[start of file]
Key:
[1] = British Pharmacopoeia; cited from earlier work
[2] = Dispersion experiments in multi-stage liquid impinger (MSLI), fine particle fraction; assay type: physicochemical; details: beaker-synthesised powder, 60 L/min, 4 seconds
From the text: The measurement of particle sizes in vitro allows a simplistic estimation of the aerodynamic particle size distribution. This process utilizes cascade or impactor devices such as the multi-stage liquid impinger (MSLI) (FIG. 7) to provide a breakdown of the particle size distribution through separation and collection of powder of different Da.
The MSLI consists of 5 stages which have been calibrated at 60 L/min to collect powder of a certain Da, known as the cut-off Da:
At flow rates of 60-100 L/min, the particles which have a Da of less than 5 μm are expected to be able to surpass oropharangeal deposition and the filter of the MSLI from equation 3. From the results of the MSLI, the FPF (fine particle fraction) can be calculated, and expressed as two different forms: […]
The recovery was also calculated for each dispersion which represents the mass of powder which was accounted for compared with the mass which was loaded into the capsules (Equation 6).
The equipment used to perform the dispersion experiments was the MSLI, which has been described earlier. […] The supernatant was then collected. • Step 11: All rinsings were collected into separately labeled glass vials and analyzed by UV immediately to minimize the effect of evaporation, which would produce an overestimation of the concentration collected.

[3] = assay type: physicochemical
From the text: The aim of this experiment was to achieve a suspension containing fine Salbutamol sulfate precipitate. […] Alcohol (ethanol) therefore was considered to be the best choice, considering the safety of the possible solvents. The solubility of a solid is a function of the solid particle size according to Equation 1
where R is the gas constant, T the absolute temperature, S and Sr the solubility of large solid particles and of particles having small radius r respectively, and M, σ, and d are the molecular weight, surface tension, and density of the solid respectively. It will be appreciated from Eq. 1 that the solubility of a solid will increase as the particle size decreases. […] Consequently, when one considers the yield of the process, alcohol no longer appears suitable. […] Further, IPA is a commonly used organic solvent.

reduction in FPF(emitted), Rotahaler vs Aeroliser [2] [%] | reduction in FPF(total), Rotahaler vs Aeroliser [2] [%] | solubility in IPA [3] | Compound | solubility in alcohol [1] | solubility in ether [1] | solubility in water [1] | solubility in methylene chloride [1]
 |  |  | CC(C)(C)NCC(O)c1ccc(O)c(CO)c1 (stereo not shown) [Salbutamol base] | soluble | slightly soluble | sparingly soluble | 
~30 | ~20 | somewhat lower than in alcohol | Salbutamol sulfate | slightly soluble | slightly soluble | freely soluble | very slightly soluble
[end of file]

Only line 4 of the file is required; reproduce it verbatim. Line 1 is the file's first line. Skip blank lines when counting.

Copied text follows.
From the text: The measurement of particle sizes in vitro allows a simplistic estimation of the aerodynamic particle size distribution. This process utilizes cascade or impactor devices such as the multi-stage liquid impinger (MSLI) (FIG. 7) to provide a breakdown of the particle size distribution through separation and collection of powder of different Da.